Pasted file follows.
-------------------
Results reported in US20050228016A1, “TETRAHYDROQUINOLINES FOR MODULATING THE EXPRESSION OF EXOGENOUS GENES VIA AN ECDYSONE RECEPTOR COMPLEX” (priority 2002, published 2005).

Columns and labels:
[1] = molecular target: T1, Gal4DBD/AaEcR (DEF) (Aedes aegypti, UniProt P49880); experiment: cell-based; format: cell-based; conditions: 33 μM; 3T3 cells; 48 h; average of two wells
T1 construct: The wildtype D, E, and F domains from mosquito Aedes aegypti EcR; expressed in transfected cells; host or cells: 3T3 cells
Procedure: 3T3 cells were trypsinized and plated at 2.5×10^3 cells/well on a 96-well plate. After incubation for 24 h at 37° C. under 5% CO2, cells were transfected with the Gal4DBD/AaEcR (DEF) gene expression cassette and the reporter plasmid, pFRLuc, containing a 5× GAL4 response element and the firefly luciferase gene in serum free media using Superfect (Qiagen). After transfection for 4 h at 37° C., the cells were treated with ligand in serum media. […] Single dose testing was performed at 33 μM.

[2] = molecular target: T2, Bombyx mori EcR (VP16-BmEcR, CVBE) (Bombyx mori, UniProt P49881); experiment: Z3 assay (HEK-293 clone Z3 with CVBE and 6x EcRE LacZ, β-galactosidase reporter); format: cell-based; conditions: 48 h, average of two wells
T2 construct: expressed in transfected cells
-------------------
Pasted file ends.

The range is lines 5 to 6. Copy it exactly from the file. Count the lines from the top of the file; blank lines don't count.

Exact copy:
Procedure: 3T3 cells were trypsinized and plated at 2.5×10^3 cells/well on a 96-well plate. After incubation for 24 h at 37° C. under 5% CO2, cells were transfected with the Gal4DBD/AaEcR (DEF) gene expression cassette and the reporter plasmid, pFRLuc, containing a 5× GAL4 response element and the firefly luciferase gene in serum free media using Superfect (Qiagen). After transfection for 4 h at 37° C., the cells were treated with ligand in serum media. […] Single dose testing was performed at 33 μM.

[2] = molecular target: T2, Bombyx mori EcR (VP16-BmEcR, CVBE) (Bombyx mori, UniProt P49881); experiment: Z3 assay (HEK-293 clone Z3 with CVBE and 6x EcRE LacZ, β-galactosidase reporter); format: cell-based; conditions: 48 h, average of two wells